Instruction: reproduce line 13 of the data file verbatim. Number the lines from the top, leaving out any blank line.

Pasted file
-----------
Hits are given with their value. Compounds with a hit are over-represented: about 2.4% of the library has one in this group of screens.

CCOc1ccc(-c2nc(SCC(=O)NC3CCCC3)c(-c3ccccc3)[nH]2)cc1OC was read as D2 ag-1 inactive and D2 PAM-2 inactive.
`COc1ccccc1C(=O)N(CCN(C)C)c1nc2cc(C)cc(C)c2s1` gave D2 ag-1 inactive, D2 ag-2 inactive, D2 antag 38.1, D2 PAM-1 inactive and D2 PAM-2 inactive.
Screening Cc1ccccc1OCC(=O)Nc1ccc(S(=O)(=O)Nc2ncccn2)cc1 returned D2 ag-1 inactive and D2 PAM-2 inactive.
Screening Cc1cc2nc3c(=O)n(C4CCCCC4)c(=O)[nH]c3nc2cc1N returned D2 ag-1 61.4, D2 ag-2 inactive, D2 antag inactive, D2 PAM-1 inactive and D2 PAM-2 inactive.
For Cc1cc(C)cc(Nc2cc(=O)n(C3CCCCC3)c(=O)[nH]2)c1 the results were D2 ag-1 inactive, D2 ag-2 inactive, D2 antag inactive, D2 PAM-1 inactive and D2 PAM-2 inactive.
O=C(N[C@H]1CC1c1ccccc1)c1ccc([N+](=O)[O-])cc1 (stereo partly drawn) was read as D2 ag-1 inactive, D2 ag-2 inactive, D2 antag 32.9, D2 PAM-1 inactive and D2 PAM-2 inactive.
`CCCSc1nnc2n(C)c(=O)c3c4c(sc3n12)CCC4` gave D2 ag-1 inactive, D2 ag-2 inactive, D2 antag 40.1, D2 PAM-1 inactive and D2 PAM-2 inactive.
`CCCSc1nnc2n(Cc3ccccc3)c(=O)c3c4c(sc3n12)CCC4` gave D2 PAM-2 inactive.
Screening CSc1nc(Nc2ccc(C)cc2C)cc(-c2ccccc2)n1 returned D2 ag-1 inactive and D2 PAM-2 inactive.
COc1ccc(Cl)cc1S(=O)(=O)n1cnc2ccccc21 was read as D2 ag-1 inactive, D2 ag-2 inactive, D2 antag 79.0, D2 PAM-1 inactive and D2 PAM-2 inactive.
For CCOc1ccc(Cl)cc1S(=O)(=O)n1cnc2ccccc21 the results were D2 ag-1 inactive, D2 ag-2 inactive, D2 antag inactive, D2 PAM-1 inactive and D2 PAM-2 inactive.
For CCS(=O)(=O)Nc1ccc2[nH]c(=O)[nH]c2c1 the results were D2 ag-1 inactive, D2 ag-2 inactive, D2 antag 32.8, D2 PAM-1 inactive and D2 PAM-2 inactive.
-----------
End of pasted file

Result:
For CCS(=O)(=O)Nc1ccc2[nH]c(=O)[nH]c2c1 the results were D2 ag-1 inactive, D2 ag-2 inactive, D2 antag 32.8, D2 PAM-1 inactive and D2 PAM-2 inactive.